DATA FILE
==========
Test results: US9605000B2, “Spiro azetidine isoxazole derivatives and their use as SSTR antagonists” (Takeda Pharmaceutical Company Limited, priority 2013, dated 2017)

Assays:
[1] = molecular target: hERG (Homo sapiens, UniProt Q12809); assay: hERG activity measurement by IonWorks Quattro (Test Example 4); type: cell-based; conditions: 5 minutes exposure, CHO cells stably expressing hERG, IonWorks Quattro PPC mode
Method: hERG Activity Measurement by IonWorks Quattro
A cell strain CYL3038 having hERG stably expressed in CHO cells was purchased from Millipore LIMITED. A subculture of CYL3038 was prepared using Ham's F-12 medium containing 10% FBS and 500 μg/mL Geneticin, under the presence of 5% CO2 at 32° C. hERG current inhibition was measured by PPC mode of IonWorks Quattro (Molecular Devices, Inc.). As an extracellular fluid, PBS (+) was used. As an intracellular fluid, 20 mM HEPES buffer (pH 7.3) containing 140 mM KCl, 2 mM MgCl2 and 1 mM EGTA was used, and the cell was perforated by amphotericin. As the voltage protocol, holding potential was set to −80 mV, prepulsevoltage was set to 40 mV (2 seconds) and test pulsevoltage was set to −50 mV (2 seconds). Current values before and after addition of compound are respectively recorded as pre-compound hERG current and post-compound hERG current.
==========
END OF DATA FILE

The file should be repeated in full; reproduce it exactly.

Test results: US9605000B2, “Spiro azetidine isoxazole derivatives and their use as SSTR antagonists” (Takeda Pharmaceutical Company Limited, priority 2013, dated 2017)

Assays:
[1] = molecular target: hERG (Homo sapiens, UniProt Q12809); assay: hERG activity measurement by IonWorks Quattro (Test Example 4); type: cell-based; conditions: 5 minutes exposure, CHO cells stably expressing hERG, IonWorks Quattro PPC mode
Method: hERG Activity Measurement by IonWorks Quattro
A cell strain CYL3038 having hERG stably expressed in CHO cells was purchased from Millipore LIMITED. A subculture of CYL3038 was prepared using Ham's F-12 medium containing 10% FBS and 500 μg/mL Geneticin, under the presence of 5% CO2 at 32° C. hERG current inhibition was measured by PPC mode of IonWorks Quattro (Molecular Devices, Inc.). As an extracellular fluid, PBS (+) was used. As an intracellular fluid, 20 mM HEPES buffer (pH 7.3) containing 140 mM KCl, 2 mM MgCl2 and 1 mM EGTA was used, and the cell was perforated by amphotericin. As the voltage protocol, holding potential was set to −80 mV, prepulsevoltage was set to 40 mV (2 seconds) and test pulsevoltage was set to −50 mV (2 seconds). Current values before and after addition of compound are respectively recorded as pre-compound hERG current and post-compound hERG current.